Balliol educated hundreds of men who would go on to play central roles in the development and administration of empire in the 19th and 20th centuries. Indeed, as Professor Judith Brown (Emeritus Fellow, Beit Professor of Commonwealth History 1990–2011) has shown in Windows into the Past (Universiy of Notre Dame Press, 2009), this is especially true of colonial India. Utilising matriculation records as a point of departure, Brown identifies 345 Balliol graduates who went out to work in India between 1853 and 1947, including 273 who found employment in the Indian Civil Service (ICS). Over the same period, 88 Indian students came to study at Balliol, of whom 31 were employed by the ICS, including several who would go on to hold important offices in the post-1947 Indian government.
The enthusiasm of Benjamin Jowett (Master 1870–1893) was largely responsible for the opening up of the ICS entry to University students, and subsequently the admission of as many as ten ICS probationers to Balliol every year. As Jowett wrote to his former pupil Lord Lansdowne on becoming Viceroy of India in 1888, ‘There is more great and permanent good to be done in India than in any department of administration in England.’ Among his correspondence with his friend Florence Nightingale were detailed discussions of Indian irrigation, agriculture, land tenure, sanitation and economics. Richard Symonds’ Oxford and Empire (Macmillan, 1986) provides a fuller discussion of Jowett’s views on Empire.
Balliol played a central role in the creation and running of the Indian Institute, where subjects pertaining to India were taught. The Indian Institute was the brainchild of Sir M. Monier-Williams (Boden Professor of Sanskrit 1862–1899 and Fellow of Balliol 1882–1899), whose professorship Jowett ‘captured’ for Balliol in 1882, as part of bringing all things Indian in Oxford into the College. Jowett took a special interest in the Indian Institute, which also served as a home from home for Indian students in Oxford, and a destination for those who had worked in India and had returned to Oxford in retirement. Most prominent of these were Sir William Markby, Reader in Indian Law in the University (1878−1900), dedicated tutor for Balliol’s ICS probationers, and Senior Bursar of the College, and the Revd George Uglow Pope, Lecturer in Telugu and Tamil, and Chaplain of Balliol (1884−1907).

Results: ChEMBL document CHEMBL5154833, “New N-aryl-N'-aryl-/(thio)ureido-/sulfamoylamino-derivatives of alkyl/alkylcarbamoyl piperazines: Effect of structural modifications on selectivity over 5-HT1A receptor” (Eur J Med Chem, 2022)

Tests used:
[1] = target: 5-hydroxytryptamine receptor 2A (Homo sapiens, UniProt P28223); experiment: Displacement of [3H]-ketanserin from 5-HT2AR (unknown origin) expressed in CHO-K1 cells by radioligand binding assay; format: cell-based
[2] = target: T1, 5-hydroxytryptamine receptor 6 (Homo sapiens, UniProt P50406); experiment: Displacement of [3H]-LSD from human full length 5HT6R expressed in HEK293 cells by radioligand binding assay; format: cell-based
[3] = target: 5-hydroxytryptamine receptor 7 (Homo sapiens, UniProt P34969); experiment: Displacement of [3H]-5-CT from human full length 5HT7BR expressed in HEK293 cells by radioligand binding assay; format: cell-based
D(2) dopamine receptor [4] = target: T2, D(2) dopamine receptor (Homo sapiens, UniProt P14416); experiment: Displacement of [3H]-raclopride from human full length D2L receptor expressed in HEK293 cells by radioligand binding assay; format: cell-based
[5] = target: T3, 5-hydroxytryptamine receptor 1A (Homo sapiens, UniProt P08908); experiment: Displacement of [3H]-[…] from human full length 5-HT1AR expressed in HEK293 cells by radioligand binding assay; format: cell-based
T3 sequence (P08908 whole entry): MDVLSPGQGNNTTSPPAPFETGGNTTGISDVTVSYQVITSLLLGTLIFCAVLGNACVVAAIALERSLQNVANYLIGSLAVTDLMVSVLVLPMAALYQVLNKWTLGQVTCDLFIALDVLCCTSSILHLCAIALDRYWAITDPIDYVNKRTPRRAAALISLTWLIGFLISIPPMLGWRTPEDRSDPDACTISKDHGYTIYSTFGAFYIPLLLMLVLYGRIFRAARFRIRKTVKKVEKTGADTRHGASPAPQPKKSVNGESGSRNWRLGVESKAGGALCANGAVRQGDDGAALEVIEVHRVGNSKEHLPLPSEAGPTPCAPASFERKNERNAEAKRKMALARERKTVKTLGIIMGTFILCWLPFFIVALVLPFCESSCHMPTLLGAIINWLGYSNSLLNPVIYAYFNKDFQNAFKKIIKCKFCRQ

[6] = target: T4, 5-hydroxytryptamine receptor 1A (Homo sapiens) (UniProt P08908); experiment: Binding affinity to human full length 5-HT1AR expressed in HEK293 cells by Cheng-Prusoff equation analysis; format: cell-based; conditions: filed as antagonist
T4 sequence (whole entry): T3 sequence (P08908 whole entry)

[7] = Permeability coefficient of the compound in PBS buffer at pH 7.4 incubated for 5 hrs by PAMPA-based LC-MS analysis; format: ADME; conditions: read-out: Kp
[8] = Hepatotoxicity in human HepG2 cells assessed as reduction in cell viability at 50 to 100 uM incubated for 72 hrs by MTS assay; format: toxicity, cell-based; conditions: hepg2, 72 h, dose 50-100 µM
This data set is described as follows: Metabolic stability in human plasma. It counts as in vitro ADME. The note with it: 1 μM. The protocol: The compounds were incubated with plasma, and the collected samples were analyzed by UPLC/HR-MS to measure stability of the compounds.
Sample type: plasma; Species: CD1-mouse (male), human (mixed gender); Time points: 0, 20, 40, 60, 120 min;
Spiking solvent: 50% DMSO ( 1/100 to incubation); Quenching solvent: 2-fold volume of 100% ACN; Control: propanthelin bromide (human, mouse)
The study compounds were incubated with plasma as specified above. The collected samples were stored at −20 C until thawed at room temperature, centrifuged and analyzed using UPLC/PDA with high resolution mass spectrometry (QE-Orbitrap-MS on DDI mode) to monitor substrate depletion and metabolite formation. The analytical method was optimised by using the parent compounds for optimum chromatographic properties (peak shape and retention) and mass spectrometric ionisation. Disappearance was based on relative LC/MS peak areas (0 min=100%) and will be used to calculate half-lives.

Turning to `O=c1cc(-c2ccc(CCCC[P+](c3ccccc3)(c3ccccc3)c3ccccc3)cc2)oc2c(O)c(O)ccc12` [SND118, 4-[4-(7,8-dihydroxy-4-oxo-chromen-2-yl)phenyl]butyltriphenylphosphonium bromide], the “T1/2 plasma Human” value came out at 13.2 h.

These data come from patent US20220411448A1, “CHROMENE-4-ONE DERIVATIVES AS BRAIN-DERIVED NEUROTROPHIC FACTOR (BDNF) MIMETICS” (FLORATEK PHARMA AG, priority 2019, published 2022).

Three Balliol graduates, the Marquis of Lansdowne (1888−1894), the Earl of Elgin (1894−1899) and Lord Curzon (1899−1905), were successively Viceroys of India. Lord Curzon, who went on to become Foreign Secretary between 1919 and 1924, has been the object of extensive study by historians of colonialism, including Sir David Gilmour (Balliol 1971) (Curzon, John Murray, 1994). Curzon provoked equally strong views for and against among his contemporaries as he does now, with praise for some of the administrative reforms he introduced as Viceroy, but particular admonition for his handling of the 1899–1900 Indian Famine. He has a number of other links to the University, including as a Prize Fellow of All Souls and as Chancellor.
Equally controversial a figure is Alfred Milner (1872), a Balliol Scholar in Classics. His public career was long and he held a number of key Cabinet positions, but it was as Commissioner for South Africa, and in particular for his views on race and his conduct of the 2nd Boer War (1899−1902), that he is now most heavily criticised (see ODNB entry).